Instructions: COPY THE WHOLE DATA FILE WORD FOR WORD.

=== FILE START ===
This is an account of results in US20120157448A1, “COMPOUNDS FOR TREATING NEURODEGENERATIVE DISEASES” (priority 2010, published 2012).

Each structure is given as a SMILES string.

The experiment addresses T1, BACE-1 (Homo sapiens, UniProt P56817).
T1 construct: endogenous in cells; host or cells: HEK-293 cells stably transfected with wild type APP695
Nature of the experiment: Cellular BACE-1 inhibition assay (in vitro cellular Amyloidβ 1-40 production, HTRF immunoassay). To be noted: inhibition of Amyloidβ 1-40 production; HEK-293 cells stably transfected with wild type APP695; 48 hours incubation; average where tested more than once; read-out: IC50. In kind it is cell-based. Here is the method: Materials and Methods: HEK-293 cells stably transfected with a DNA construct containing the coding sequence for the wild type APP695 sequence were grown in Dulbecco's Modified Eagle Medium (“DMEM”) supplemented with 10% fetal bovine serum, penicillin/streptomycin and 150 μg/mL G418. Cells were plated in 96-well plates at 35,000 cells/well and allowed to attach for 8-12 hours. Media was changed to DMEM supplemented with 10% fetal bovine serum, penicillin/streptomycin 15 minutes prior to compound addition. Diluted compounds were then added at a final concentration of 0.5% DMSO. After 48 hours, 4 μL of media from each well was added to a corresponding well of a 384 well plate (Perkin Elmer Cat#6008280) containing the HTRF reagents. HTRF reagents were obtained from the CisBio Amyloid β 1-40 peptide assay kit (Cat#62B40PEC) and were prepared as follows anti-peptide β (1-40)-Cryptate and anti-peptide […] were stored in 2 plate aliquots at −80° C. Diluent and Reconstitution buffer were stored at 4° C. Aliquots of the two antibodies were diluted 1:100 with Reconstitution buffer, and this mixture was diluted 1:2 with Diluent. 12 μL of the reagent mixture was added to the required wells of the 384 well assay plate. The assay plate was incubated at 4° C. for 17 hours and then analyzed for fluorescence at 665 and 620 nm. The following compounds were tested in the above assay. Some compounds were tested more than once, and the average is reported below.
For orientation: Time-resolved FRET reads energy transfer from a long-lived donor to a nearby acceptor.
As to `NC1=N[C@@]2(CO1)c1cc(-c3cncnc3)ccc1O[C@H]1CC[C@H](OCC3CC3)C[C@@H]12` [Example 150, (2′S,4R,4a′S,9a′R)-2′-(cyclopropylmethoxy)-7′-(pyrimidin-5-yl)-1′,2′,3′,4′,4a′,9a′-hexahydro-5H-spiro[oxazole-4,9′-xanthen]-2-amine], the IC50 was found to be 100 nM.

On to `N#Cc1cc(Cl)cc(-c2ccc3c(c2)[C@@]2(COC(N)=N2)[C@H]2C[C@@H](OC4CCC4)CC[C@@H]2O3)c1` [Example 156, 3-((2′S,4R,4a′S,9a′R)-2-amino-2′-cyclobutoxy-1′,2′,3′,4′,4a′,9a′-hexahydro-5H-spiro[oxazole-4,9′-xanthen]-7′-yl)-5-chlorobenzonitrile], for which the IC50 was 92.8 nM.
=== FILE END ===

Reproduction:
This is an account of results in US20120157448A1, “COMPOUNDS FOR TREATING NEURODEGENERATIVE DISEASES” (priority 2010, published 2012).

Each structure is given as a SMILES string.

The experiment addresses T1, BACE-1 (Homo sapiens, UniProt P56817).
T1 construct: endogenous in cells; host or cells: HEK-293 cells stably transfected with wild type APP695
Nature of the experiment: Cellular BACE-1 inhibition assay (in vitro cellular Amyloidβ 1-40 production, HTRF immunoassay). To be noted: inhibition of Amyloidβ 1-40 production; HEK-293 cells stably transfected with wild type APP695; 48 hours incubation; average where tested more than once; read-out: IC50. In kind it is cell-based. Here is the method: Materials and Methods: HEK-293 cells stably transfected with a DNA construct containing the coding sequence for the wild type APP695 sequence were grown in Dulbecco's Modified Eagle Medium (“DMEM”) supplemented with 10% fetal bovine serum, penicillin/streptomycin and 150 μg/mL G418. Cells were plated in 96-well plates at 35,000 cells/well and allowed to attach for 8-12 hours. Media was changed to DMEM supplemented with 10% fetal bovine serum, penicillin/streptomycin 15 minutes prior to compound addition. Diluted compounds were then added at a final concentration of 0.5% DMSO. After 48 hours, 4 μL of media from each well was added to a corresponding well of a 384 well plate (Perkin Elmer Cat#6008280) containing the HTRF reagents. HTRF reagents were obtained from the CisBio Amyloid β 1-40 peptide assay kit (Cat#62B40PEC) and were prepared as follows anti-peptide β (1-40)-Cryptate and anti-peptide […] were stored in 2 plate aliquots at −80° C. Diluent and Reconstitution buffer were stored at 4° C. Aliquots of the two antibodies were diluted 1:100 with Reconstitution buffer, and this mixture was diluted 1:2 with Diluent. 12 μL of the reagent mixture was added to the required wells of the 384 well assay plate. The assay plate was incubated at 4° C. for 17 hours and then analyzed for fluorescence at 665 and 620 nm. The following compounds were tested in the above assay. Some compounds were tested more than once, and the average is reported below.
For orientation: Time-resolved FRET reads energy transfer from a long-lived donor to a nearby acceptor.
As to `NC1=N[C@@]2(CO1)c1cc(-c3cncnc3)ccc1O[C@H]1CC[C@H](OCC3CC3)C[C@@H]12` [Example 150, (2′S,4R,4a′S,9a′R)-2′-(cyclopropylmethoxy)-7′-(pyrimidin-5-yl)-1′,2′,3′,4′,4a′,9a′-hexahydro-5H-spiro[oxazole-4,9′-xanthen]-2-amine], the IC50 was found to be 100 nM.

On to `N#Cc1cc(Cl)cc(-c2ccc3c(c2)[C@@]2(COC(N)=N2)[C@H]2C[C@@H](OC4CCC4)CC[C@@H]2O3)c1` [Example 156, 3-((2′S,4R,4a′S,9a′R)-2-amino-2′-cyclobutoxy-1′,2′,3′,4′,4a′,9a′-hexahydro-5H-spiro[oxazole-4,9′-xanthen]-7′-yl)-5-chlorobenzonitrile], for which the IC50 was 92.8 nM.